Nicotinamide riboside is regulated as a dietary supplement in the United States. This means that it does not require approval by the Food and Drug Administration (FDA) before it can be marketed or sold to consumers. Manufacturers are required to comply with FDA labeling guidelines, but do not need to provide the same level of evidence for safety and effectiveness that drugs are required to do.

Nicotinamide riboside is available as a supplement in pill or powder form. It is most commonly sold by online retailers or specialty stores that sell dietary supplements. The price may vary due to the brand, quality and quantity of nicotinamide riboside per container. It is sold under a variety of different names.

Nicotinamide riboside is most commonly used as a dietary supplement to promote well-being and enhance memory. It has also been studied in the treatment of several conditions including Alzheimer’s disease, fibromyalgia, diabetes and cancer. In some cases, nicotinamide riboside has shown promise in treating these conditions. However, the research is still ongoing.

Nicotinamide riboside is classified as a vitamin B3. It is also sometimes referred to as vitamin B3 or niacinamide riboside.

Nicotinamide riboside is a nutritional supplement that has shown promise in the treatment of a number of conditions. Nicotinamide riboside is not well-researched and some studies have found no effect from the supplement. There are some concerns about the long-term effects of nicotinamide riboside. At this time, nicotinamide riboside is not considered to be a vitamin or mineral essential to health.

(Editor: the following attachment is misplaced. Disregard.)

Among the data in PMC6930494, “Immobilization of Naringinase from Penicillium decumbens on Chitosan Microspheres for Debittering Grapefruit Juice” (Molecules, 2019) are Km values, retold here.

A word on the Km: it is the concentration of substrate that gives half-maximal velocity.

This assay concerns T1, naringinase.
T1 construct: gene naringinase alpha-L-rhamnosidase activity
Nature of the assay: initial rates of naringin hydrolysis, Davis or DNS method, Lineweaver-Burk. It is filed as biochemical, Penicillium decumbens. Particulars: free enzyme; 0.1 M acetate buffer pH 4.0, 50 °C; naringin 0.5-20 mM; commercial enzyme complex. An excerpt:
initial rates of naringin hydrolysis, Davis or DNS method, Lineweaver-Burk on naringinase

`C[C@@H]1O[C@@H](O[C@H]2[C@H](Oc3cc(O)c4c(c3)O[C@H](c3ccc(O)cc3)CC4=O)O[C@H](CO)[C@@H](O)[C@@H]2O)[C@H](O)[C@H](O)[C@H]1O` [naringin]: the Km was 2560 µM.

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What is Nicotinamide Riboside?

Nicotinamide riboside is a naturally-occurring form of vitamin B3 that plays an important role in the production of energy. The ingredient has been linked to numerous potential health benefits, but research is still in its early stages.

Sources & references used in this article:

Chronic nicotinamide riboside supplementation is well-tolerated and elevates NAD+ in healthy middle-aged and older adults by CR Martens, BA Denman, MR Mazzo… – Nature …, 2018 –

Repeat dose NRPT (nicotinamide riboside and pterostilbene) increases NAD+ levels in humans safely and sustainably: a randomized, double-blind, placebo … by RW Dellinger, SR Santos, M Morris, M Evans… – npj Aging and …, 2017 –

… -term administration of NIAGEN (nicotinamide riboside chloride) in a randomized, double-blind, placebo-controlled clinical trial of healthy overweight adults by D Conze, C Brenner, CL Kruger – Scientific reports, 2019 –

Increased plasma tryptophan in HIV-infected patients treated with pharmacologic doses of nicotinamide by MF Murray, M Langan, RR MacGregor – Nutrition, 2001 – Elsevier

Nicotinamide riboside with pterostilbene (NRPT) increases NAD+ in patients with acute kidney injury (AKI): a randomized, double-blind, placebo-controlled … by P Simic, XFV Parada, SM Parikh… – BMC …, 2020 –

The NAD+ precursor nicotinamide riboside decreases exercise performance in rats by IA Kourtzidis, AT Stoupas, IS Gioris… – Journal of the …, 2016 – Springer

High dose nicotinamide in the treatment of necrobiosis lipoidica by S HANDFIELD‐JONES, S Jones… – British Journal of …, 1988 – Wiley Online Library

The side effects of platinum-based chemotherapy drugs: a review for chemists by R Oun, YE Moussa, NJ Wheate – Dalton transactions, 2018 –

Nicotinamide riboside—A missing piece in the puzzle of exercise therapy for older adults? by C Custodero, SK Saini, MJ Shin, YK Jeon… – Experimental …, 2020 – Elsevier